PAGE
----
Homemade Granola: Healthy, Wholesome, and Really Yummy

I discovered granola one summer when I was working in Edinburgh, Scotland. Actually, it was “Alpen,” a type of granola called “Muesli,” which we didn’t have yet in America, and it was more wonderful than any dry cereal I’d ever tasted!  It was especially amazing because I always ate it drowned in fresh milk, and I mean really fresh! Back in 1971,  the milkman stopped by every morning and would sell me unhomogenized whole milk for two shillings a pint…the neck of the little bottle filled with cream! Sigh! Those were the days! I was working so hard back then that weight didn’t seem to be an issue, but…no more! Still, I’ve always loved granola. Do you? Over the years I’ve developed my own version, mostly to save money, but also for flavor. My kids—and now my grand kids—love it, so maybe it’s time to share the recipe with you!

Healthy Homemade Granola
(Makes about one gallon)

20 oz old-fashioned rolled oats
10 oz. All-bran cereal
8 oz. toasted wheat germ
8 oz. sliced almonds
4 oz. crushed pecans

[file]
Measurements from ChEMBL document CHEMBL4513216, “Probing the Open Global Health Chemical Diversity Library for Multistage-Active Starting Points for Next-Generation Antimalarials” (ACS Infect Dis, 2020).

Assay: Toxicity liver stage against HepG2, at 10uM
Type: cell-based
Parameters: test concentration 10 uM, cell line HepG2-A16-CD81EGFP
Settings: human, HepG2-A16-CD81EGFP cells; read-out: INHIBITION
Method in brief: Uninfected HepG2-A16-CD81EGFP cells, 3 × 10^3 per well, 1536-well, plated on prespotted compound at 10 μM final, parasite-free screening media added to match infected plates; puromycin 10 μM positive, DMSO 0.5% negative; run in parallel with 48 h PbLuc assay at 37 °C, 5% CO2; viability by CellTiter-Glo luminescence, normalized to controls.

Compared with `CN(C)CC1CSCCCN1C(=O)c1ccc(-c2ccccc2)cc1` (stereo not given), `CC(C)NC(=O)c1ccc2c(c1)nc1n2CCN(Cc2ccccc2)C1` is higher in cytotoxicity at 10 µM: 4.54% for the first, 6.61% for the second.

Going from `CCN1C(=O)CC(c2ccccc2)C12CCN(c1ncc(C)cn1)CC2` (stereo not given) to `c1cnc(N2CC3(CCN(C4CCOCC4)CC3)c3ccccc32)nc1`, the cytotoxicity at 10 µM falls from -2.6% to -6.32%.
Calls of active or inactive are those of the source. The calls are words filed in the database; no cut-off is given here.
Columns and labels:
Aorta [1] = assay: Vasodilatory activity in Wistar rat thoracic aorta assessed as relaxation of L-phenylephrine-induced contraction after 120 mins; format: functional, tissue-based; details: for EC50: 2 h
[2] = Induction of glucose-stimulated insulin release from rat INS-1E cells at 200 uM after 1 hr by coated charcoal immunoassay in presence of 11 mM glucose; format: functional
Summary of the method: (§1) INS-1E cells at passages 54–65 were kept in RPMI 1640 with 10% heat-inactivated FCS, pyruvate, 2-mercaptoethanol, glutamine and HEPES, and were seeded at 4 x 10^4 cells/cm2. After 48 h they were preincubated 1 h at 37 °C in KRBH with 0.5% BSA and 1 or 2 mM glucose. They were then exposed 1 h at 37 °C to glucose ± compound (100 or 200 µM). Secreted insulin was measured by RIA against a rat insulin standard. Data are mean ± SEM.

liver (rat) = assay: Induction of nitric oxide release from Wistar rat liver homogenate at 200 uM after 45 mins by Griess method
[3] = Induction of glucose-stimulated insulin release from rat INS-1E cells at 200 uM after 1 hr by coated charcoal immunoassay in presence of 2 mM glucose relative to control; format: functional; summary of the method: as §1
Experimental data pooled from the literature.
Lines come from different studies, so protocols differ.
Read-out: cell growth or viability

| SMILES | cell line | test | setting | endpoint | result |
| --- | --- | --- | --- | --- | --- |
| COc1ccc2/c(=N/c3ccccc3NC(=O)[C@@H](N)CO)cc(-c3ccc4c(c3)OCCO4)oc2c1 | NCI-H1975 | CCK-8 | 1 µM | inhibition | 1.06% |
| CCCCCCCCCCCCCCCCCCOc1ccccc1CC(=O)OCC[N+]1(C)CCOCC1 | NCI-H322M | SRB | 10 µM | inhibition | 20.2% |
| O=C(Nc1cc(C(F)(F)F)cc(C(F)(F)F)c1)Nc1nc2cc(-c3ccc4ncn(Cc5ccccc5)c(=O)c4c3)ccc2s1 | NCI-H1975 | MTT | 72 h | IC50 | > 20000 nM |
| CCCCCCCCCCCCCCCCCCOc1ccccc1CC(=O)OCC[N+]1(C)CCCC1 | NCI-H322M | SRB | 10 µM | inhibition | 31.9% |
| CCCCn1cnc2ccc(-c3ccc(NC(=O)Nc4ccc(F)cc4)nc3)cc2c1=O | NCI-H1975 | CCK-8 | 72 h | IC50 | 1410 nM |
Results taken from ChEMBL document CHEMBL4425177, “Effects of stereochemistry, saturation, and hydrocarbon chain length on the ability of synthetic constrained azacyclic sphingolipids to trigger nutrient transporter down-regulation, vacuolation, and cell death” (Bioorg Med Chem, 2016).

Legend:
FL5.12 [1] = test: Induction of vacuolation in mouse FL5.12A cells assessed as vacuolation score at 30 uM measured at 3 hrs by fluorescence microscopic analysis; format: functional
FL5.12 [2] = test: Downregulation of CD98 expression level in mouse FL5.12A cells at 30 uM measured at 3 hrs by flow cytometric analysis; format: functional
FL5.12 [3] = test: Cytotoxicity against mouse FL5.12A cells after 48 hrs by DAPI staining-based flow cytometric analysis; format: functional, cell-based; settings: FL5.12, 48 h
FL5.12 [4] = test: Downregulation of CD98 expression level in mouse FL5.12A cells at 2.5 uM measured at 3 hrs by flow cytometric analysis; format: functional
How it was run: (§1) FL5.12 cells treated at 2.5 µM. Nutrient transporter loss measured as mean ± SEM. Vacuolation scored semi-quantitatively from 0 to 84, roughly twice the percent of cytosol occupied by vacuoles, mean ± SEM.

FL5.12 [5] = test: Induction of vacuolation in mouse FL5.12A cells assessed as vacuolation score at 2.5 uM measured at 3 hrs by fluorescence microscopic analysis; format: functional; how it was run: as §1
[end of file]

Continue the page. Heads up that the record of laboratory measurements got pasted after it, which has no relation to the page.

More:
1/2 cup canola oil (or your favorite liquid oil, although probably not one with strong flavor)
1 cup honey1/2 cup dried, chopped dates
1 cup raisins (if you’re rich, you could substitute dried cherries or cranberries)  Mix together in a really big metal (ovenproof) bowl, stirring until everything is well mixed. Place uncovered in the oven on a middle rack and bake for an hour at 325°F, stirring it up well about every 10 minutes so that it toasts evenly without burning. Leave it all night in the oven to continue drying.  In the morning, it can be ladled into a gallon jar or stored in freezer bags. It will stay fresh for weeks and will freeze just fine for several months, although mine never lasts that long. You can substitute or add any types of dried fruits or nuts according to your preference, or leave them out altogether. Experiment until you find your personal favorite formula. I used to add some brown sugar, but I think it tastes just fine without. Some people even use less honey or skip the oil. The toasted wheat germ adds a nutty flavor, protein and other nutrients, but it’s pricey and not essential. If you like granola but haven’t tried making your own, I hope you have fun developing your own unique “special recipe!”  Of course, if you have any fresh fruit to add when you serve it, like blueberries, strawberries or bananas, so much the better! (Also, I prefer milk, but some of my kids add yogurt instead. Either way tastes great!)  My son, eat thou honey, because it is good; and the honeycomb, which is sweet to thy taste” (Proverbs 24:13).

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